Bad Taste in Your Mouth After Receiving a Dental Implant: What It Can Mean
It takes a little time before you can begin to truly appreciate your new dental implant. In the days after your surgery, any swelling will subside, as will any discomfort. You still need to treat the implant with caution during this time (by only eating soft foods, for example), but your smile has been restored. While it might look great, it can be confusing when an unpleasant taste starts to develop in your mouth. This might be accompanied by increasingly bad breath. Is this a normal part of the process?
On the Lookout
Anyone who receives dental implants must be on the lookout for postoperative complications. An unpleasant taste and bad breath can indicate a complication, but other causes should be ruled out. Could the unpleasant taste be linked to something you've recently eaten? Try cleaning your teeth. Ideally, the taste and smell will disappear and won't return. If cleaning your teeth has minimal effect, it's wise to talk to your dentist.
In the Early Stages
A bad taste in your mouth can suggest a postoperative infection. It's ill-advised to wait and hope that it clears up, as it can easily worsen to the point where it jeopardises your implant. Treating an infection is far easier when it's identified in its early stages. A mild postoperative infection that's caught quickly may only require antibiotics and antiseptic mouthwash.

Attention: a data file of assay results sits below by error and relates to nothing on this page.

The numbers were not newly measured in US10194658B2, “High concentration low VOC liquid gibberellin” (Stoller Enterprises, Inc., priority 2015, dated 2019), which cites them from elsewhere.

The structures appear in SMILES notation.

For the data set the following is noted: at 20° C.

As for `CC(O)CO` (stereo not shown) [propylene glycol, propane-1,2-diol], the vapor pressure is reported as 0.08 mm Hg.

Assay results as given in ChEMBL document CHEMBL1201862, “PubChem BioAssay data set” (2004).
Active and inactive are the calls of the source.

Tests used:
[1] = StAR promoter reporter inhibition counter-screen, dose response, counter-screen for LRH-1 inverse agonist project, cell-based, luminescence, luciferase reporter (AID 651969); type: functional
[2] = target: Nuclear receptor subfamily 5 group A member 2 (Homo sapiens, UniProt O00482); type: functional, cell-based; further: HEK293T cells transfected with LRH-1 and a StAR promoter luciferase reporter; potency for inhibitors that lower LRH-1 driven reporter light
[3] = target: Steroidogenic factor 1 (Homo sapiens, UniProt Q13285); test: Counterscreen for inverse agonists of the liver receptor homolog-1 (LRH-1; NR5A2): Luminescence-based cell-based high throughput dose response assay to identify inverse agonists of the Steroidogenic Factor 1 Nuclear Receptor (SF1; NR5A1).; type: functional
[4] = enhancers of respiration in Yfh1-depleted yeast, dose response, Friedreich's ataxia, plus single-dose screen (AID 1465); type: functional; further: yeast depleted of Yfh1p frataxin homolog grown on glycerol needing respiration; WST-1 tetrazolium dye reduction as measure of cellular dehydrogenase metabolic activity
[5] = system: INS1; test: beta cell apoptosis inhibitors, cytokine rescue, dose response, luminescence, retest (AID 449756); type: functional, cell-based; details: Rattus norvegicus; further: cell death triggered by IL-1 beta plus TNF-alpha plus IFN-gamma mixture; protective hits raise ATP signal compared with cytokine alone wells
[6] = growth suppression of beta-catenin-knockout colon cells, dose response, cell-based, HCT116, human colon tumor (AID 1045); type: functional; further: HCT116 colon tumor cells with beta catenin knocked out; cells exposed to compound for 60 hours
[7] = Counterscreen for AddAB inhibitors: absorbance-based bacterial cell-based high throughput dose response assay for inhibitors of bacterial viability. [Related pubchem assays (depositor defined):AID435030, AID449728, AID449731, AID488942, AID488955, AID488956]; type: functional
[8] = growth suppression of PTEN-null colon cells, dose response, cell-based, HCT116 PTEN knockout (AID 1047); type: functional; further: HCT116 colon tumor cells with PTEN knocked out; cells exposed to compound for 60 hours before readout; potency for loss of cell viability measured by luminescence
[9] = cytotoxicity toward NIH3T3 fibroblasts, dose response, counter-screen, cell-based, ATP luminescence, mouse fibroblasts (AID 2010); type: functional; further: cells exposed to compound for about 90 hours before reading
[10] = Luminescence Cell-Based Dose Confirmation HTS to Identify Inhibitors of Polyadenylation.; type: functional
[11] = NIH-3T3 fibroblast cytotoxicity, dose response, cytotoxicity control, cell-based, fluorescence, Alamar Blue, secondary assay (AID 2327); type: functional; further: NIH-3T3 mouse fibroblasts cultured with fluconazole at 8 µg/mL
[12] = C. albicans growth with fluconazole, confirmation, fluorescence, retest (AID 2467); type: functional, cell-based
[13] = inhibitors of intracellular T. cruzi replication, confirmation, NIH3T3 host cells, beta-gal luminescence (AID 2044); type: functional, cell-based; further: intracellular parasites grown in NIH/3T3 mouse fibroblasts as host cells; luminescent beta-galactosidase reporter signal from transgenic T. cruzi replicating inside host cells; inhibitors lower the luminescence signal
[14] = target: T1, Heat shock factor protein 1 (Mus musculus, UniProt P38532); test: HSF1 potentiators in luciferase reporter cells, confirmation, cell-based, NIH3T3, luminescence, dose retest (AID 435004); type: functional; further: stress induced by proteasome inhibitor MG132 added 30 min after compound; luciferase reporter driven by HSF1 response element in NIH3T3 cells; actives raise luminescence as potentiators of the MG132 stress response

When an Infection Progresses
When an infection is allowed to progress, more intensive measures will be needed to overcome it. As your gingival tissues (your gums) at the base of the implant become increasingly affected, other symptoms of infection will become more evident. These can include pain, swelling at the implant site, fatigue and fever. While antibiotics may still be used, your implant may also require debridement (the removal of plaque and tartar, along with bacteria contained in these substances). Additionally, the implant itself may need an adjustment if your dentist notices any gaps between the implant and the dental crown attached to it. The crown will need to be temporarily removed for this but will be restored during the same appointment.
A Serious Infection
A more serious infection (one that affects your jawbone at the point where it connects to the implant) will often result in the removal of the implant. Your infection can then be treated, and the implant can be reinstalled once sufficient time has elapsed.
An unpleasant taste in your mouth can be one of the first warning signs of an infection, so it's extremely important that this is reported to your dentist so the infection can be stopped in its tracks as early as possible.
Contact a company like Melrose Dental to get more advice.